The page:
Catalyst Adds Plenty To Rogue One

Many Star Wars fans have wondered if the novel prefacing Rogue One, called Catalyst, enhances the film it was released with. While Rogue One certainly stands well on its own, the book is a capturing read with several intriguing characters, and it also adds several dimensions to Rogue One that will make viewers appreciate the newest Star Wars film even more:

SPOILERS ahead for Rogue One and Catalyst:


  1. Galen’s Dedication


While we certainly saw a lot of Galen’s inspiring sacrifice in Rogue One, Catalyst delves more deeply into his dedication to serve the galaxy. The opening of Rogue One shows that he wants nothing to do with the Death Star; the first chapter of Catalyst shows that he’s actually completely against the evils of war itself. He works with one particular company, Zerpen, specifically because it wasn’t supposed to take part in the Clone Wars that are raging during the beginning of the novel. Even as the Wars progress, and more and more people request Galen’s work for the improvement of the Republic’s (and eventually the Empire’s) military, he utterly refuses.

The offers continue throughout the novel, and Orson Krennic even tries to convince Galen to work with him by showing his homeworld being ravaged by war. However, the only way in which Galen resumes his work (after Zerpen is unable to contact him) is by being duped—in fact, Director Orson Krennic himself is the one that fools him, saying that Galen’s research is providing power for less fortunate planets. This information not only justifies that scene in Rogue One where Galen is drinking happily with Krennic—it also confirms just how dedicated Galen Erso was to bettering the galaxy, whether it was through only ever improving energy research or taking down the superweapon that had taken his life’s work into practice.

  1. Jyn’s Mother


While we see some of Jyn’s father in Rogue One, we get very little of her mother, Lyra Erso. Catalyst is able to provide a much deeper look into this character, as she is one of the narrators of the story, and a proactive one at that. Krennic’s description of her as “troublesome as ever” in Rogue One is made much clearer throughout this book, as we see Lyra combat her opponents time and time again. She not only momentarily evades warriors in the first chapter and continually bounces back against threats from Krennic—she is the one to initiate the discovery that Galen’s work is being misused by Krennic, and the one who plans their escape from the Empire’s tightening grasp so they can try out a peaceful life.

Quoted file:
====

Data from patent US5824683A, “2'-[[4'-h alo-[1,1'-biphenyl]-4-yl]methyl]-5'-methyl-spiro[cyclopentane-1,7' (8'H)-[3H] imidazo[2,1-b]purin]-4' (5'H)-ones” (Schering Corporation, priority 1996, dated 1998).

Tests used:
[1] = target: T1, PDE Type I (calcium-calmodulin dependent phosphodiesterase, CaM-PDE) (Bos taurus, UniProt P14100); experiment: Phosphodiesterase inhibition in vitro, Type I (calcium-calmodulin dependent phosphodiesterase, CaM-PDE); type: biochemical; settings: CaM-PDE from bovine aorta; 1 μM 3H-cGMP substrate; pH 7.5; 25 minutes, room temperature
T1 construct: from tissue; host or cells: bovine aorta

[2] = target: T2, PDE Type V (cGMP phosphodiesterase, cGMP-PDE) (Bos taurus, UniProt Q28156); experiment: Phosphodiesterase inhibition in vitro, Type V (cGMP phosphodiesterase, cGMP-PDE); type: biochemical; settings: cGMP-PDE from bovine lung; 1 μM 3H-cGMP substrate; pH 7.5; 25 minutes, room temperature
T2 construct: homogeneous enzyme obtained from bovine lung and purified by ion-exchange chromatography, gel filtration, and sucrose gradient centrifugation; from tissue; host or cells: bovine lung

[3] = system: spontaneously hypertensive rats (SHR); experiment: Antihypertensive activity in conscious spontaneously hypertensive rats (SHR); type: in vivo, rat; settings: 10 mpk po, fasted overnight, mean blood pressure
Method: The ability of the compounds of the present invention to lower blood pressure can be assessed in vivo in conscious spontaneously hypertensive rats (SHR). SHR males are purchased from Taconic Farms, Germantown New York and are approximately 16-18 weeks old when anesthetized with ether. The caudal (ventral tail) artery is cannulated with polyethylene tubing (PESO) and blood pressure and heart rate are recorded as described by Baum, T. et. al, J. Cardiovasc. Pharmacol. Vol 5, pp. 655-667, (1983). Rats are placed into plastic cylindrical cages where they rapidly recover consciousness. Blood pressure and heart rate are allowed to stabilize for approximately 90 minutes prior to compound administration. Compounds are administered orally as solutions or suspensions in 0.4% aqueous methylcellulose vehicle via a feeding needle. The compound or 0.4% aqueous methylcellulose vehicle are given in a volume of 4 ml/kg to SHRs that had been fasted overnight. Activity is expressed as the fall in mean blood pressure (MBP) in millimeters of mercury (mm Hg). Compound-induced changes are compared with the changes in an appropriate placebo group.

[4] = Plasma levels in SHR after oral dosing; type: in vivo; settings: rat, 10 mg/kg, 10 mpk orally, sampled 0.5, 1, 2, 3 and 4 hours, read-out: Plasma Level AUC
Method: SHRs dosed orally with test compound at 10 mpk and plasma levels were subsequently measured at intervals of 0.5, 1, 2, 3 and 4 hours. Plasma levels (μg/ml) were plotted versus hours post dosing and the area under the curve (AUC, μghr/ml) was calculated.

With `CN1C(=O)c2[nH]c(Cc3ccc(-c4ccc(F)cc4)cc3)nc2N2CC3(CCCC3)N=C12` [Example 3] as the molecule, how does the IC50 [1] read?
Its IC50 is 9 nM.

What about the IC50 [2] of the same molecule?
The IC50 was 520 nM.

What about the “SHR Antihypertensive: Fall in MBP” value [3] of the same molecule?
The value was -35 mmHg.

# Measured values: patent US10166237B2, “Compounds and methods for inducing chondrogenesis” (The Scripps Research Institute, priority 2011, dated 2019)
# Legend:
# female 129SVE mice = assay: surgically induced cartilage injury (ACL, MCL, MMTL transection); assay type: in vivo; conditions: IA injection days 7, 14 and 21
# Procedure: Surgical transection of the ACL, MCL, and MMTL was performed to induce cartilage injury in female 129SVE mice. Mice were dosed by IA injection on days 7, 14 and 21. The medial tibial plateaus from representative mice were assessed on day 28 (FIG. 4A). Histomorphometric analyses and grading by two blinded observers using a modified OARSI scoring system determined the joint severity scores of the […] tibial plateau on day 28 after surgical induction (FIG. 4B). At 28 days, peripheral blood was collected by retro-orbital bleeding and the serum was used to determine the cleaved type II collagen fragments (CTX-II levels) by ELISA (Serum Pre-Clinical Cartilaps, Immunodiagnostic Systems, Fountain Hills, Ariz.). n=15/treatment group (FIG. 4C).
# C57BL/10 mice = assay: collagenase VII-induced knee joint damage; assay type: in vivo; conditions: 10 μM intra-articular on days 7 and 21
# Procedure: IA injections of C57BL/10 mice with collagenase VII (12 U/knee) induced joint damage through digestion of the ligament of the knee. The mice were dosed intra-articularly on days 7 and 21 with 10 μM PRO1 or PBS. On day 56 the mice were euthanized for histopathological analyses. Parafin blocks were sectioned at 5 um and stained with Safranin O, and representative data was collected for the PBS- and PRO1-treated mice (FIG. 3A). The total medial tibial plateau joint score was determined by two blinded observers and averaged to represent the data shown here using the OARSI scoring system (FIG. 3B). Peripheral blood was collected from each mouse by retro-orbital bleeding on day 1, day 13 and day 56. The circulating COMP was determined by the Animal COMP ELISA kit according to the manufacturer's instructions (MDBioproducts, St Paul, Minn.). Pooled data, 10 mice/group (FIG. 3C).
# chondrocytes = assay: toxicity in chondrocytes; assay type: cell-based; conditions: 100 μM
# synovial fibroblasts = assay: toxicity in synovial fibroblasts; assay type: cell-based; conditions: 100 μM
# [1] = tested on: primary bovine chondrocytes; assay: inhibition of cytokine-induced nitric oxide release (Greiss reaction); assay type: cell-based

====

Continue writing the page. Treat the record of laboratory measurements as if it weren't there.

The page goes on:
In addition to seeing Lynda’s actions, we also get to see a bit of explanation for her interest in the Force. In Catalyst, we see that she works closely with Galen as he’s first researching Kyber crystals, and that she holds a sort of reverence for the Jedi, even after their Temple falls and their reputation is slandered. At one point in which she seems to try coaxing her husband away from his research, she asks about the Jedi, “couldn’t it be that they were protecting the rest of us from [the Kyber’s] power?” Such reverence leaves her considering the Kyber crystals as almost sacrosanct, and offers a greater understanding for why she both offers Jyn the necklace with a Kyber crystal and counsels her to “trust in the Force.”


  1. Krennic’s Power


Finally, Catalyst shows that Krennic is more than a simple pawn in Tarkin’s game; instead we learn that he is a true, powerful rival of Tarkin’s, and a suave opponent that few are able to easily halt. We see more clearly in the novel that he is the man who orchestrates the construction of the Death Star’s superlaser, and we see that he accomplishes this task by masterfully manipulating those around him. Such power leaves the reader wondering whether the title of Catalyst is supposed to refer to Galen or Krennic as they both ensure the creation of such an awesome weapon.

We see Krennic’s abilities several times: at one point, he practices picking up on the slightest details of Emperor Palpatine’s advisor—such as the quiver of the lethorns on his face, or the position of his fingers—carefully steering conversations to manipulate the advisor’s revealed feelings and use his resources. Even when dealing with the war criminal Poggle the Lesser, Krennic familiarizes himself with the captive’s language to the point that he can “proffer a formal greeting that took Poggle by surprise,” and eventually convinces the leader to provide some assets. And, with Galen Erso, Krennic repeatedly manipulates the stubborn pacifist, varying his tactics from logical debates to showcases of Galen’s planet being destroyed, until he’s finally able to deceive the engineer into starting the energy research necessary for the weapon.

As we see these endless efforts, we also see who Krennic is, and that he considers himself adept at leading people in teams, to the point that “his leadership became as important to a project as their contributions.” He even covertly tells Galen what pushes him to perfect his final project, explaining that “I stumbled onto something I’m good at, so I’m fulfilled.” And as we see how much Krennic has dedicated to the construction of that destructive laser, the novel offers an even deeper reading into what Krennic’s death truly means. Not only is his brainchild turning against him at the end of Rogue One—his life’s work is being twisted around to finally halt the project-building he was so “good at,” to destroy everything that once fulfilled him, much like he did to Galen Erso.

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